I have just been reading Evangelising the Baptised by Fr Jonathan Cotton (www.goodnewsbooks.net), subtitled, “The first six steps for Catholics towards a New Evangelisation.” To summarise them, they involve recognising that God loves me; that I am a sinner; that Jesus is my Saviour; that I need conversion; that the Holy Spirit is intrinsic to this conversion process; and that, following conversion, I become an active member of the Church community.
We are all familiar with the phrase “the New Evangelisation” – so much so that it can be in danger of sounding rather well-worn. Fr Cotton, a parish priest in the Nottingham diocese, has fully committed himself to doing what he can to bring it about at a local level. I ask him what he means when he states in his book that Catholics need to be evangelised before being catechised. He explains that it is not an either/or but that “to catechise without evangelising can become an interesting intellectual exercise without necessarily touching the heart, just as to evangelise without catechising can result in a rather shallow faith”.
The point about evangelisation, he says, is “to introduce someone personally to Jesus Christ as the centre of their lives, inviting a heartfelt commitment to him. Out of this experience of God they are then better able to share their faith – not just as an intellectual exercise but as a profound personal commitment.”
I suggest that Catholics often don’t know their faith and that catechesis is also urgent. Fr Cotton repeats that both are essential, adding that “in the Catholic schools there is a well worked-out catechesis – but without an accompanying evangelisation process as well, it remains just another exam to pass, without affecting the students’ lives.”
I ask him about typical parish life in this country: is it about “maintenance” or “mission”? Referring to Pope Paul VI’s document Evangelii Nuntiandi, and to its follow-up Redemptoris Missio of Pope John Paul II – where he coined the phrase the “new evangelisation” – Fr Cotton reflects that in the average parish “my guess is that we are in steady decline, wondering where all the teens and 20s have gone, suspecting closure, clustering or amalgamation of parishes, wondering how many more jobs the priest can take on.” He adds: “In many ways each priest is left to his own devices; if he doesn’t initiate or at least support formation for mission, then nothing will happen.”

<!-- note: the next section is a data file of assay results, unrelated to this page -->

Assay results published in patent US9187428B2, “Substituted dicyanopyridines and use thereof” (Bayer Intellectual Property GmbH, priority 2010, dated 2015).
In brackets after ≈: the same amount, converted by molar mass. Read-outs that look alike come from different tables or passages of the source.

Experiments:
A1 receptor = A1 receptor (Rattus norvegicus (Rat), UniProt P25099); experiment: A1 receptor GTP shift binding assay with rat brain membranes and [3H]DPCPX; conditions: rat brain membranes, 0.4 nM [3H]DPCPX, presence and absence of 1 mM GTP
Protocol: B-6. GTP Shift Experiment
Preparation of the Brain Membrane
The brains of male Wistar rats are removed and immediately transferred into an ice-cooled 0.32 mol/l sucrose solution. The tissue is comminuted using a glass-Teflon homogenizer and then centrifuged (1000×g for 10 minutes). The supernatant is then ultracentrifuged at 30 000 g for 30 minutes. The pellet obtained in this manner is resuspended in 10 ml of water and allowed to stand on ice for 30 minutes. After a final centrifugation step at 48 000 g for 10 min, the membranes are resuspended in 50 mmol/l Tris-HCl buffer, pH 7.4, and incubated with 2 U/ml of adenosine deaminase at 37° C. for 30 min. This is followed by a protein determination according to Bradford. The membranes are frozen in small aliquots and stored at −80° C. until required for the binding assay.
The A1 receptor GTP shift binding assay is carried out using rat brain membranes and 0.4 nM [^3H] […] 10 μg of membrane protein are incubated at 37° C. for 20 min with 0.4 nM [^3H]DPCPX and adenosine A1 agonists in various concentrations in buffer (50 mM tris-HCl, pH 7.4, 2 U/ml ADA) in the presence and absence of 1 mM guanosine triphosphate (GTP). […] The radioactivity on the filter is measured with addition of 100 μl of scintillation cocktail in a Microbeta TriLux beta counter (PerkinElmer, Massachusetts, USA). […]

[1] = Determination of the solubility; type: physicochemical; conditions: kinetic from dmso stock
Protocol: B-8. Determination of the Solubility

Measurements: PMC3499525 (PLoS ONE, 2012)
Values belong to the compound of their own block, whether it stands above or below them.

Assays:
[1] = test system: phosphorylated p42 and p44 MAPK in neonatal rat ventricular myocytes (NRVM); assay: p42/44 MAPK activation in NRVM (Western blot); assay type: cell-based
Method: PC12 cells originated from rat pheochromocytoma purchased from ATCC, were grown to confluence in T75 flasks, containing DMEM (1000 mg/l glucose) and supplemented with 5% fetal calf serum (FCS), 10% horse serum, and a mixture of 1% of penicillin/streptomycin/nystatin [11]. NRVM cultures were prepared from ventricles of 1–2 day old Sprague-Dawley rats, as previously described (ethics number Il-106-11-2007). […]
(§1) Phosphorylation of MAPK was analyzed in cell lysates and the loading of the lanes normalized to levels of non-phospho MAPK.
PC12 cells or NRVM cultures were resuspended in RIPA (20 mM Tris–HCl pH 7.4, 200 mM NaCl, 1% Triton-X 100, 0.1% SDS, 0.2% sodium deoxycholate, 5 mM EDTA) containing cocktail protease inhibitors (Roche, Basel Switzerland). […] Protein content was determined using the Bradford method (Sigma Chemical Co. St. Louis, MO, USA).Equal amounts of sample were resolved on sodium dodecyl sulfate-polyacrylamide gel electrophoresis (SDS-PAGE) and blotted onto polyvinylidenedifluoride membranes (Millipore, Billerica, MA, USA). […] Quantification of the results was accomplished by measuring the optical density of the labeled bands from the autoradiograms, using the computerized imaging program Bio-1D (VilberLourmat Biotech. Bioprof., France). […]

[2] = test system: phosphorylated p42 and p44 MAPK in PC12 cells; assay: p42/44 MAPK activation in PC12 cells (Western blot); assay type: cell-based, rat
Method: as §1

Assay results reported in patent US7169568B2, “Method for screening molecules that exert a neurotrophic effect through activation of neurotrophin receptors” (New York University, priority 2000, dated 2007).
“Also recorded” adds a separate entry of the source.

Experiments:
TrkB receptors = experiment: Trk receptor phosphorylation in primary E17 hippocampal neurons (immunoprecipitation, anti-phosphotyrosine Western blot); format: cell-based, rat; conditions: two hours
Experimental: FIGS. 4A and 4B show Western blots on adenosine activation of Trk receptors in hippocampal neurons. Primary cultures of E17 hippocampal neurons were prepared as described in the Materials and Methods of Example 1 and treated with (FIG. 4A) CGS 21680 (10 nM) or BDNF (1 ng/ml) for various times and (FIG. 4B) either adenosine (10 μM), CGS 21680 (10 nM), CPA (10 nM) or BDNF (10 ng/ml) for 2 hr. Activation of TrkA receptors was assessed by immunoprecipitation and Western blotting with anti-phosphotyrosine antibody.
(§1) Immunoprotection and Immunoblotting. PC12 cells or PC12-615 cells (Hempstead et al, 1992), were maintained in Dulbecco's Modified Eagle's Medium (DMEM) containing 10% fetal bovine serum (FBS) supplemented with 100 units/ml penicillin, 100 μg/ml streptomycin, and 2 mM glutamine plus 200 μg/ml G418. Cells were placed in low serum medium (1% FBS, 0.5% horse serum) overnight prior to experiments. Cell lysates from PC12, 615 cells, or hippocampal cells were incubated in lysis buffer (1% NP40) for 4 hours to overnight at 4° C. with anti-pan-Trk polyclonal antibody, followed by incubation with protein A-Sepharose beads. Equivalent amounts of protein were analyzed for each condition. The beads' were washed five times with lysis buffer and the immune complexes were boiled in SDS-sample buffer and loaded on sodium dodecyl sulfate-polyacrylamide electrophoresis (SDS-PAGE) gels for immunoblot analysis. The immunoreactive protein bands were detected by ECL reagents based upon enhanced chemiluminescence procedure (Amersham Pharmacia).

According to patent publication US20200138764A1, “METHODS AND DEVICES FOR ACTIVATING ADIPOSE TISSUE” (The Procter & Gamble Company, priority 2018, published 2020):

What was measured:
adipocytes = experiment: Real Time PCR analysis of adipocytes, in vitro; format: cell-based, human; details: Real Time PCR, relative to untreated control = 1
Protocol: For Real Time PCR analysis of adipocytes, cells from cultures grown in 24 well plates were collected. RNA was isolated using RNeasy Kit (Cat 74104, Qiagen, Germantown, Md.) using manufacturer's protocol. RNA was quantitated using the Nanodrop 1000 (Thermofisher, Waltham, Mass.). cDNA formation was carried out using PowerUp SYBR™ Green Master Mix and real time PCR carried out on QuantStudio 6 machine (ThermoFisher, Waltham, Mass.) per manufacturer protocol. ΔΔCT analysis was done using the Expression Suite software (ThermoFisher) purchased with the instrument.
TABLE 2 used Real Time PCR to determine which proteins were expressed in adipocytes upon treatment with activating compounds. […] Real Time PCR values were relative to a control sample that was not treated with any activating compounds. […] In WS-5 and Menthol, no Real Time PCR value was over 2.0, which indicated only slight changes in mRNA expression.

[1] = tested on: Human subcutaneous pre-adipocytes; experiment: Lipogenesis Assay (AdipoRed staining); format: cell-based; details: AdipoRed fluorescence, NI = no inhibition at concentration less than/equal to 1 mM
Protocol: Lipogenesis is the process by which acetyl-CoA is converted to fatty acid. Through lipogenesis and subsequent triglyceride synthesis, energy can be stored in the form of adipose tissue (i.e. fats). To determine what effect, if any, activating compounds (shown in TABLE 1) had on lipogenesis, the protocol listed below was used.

Noting the phrase in his book, “to live a converted life”, I ask him to describe it within the context of parish life. Fr Cotton is clear: “It means my daily life revolves around my relationship with Jesus Christ, looking for opportunities to grow in that relationship, to be Christ to others and when the opportunity arises, to invite friendship with him and belonging to his Church.” He asks rhetorically, “Why wouldn’t I want to share my greatest friend and Saviour with others?”
He develops this idea, suggesting that it would include daily reflecting on Biblical passages; belonging to a faith-sharing group; weekday Mass when possible; frequent Confession; weekly prayer before the Blessed Sacrament. Alongside this “one would contribute one’s own gifts and talents to parish life, such as serving the most needy in the community; developing a Church of the poor and for the poor.”
Noting that for many years Fr Cotton was himself a member of an evangelical Catholic community, I ask him how the experienced changed him. He tells me that it has given him a greater appreciation of “living a balanced and structured lifestyle”, adding that “I realise it is not healthy to be living on my own as a priest. So I have two priest support groups that I belong to – one for personal development and the other more spiritually based.” He also goes on a regular basis to someone outside the parish “for supervision concerning my ministry, as well as regular spiritual direction.” He believes the community experience has given him greater patience “with the foibles of others because everyone, in their own way, has a contribution to make.” He admits that, “the hardest part about conversion is admitting I need conversion!”
How would Catholic evangelisation differ from that of other Christian churches? Fr Cotton refers me back to his description of a converted life within a Catholic parish, adding: “As Catholics we have the teaching Church to guide us. We have the whole Sacramental life to sustain us and the lives of the saints to inspire us. The power of regular prayer before the Blessed Sacrament and particularly during evangelical events is unique to Catholics and most fruitful.”
And what is his favourite Gospel passage? He has, not surprisingly, many favourite passages but singles out Luke 4:16-30: “Jesus proclaiming his manifesto and then being rejected. I feel a sense of solidarity with Jesus when at times people seem to nod politely to what I propose and then carry on as usual – or so it seems.” He adds with wry humour: “They haven’t yet attempted to throw me over a cliff!”
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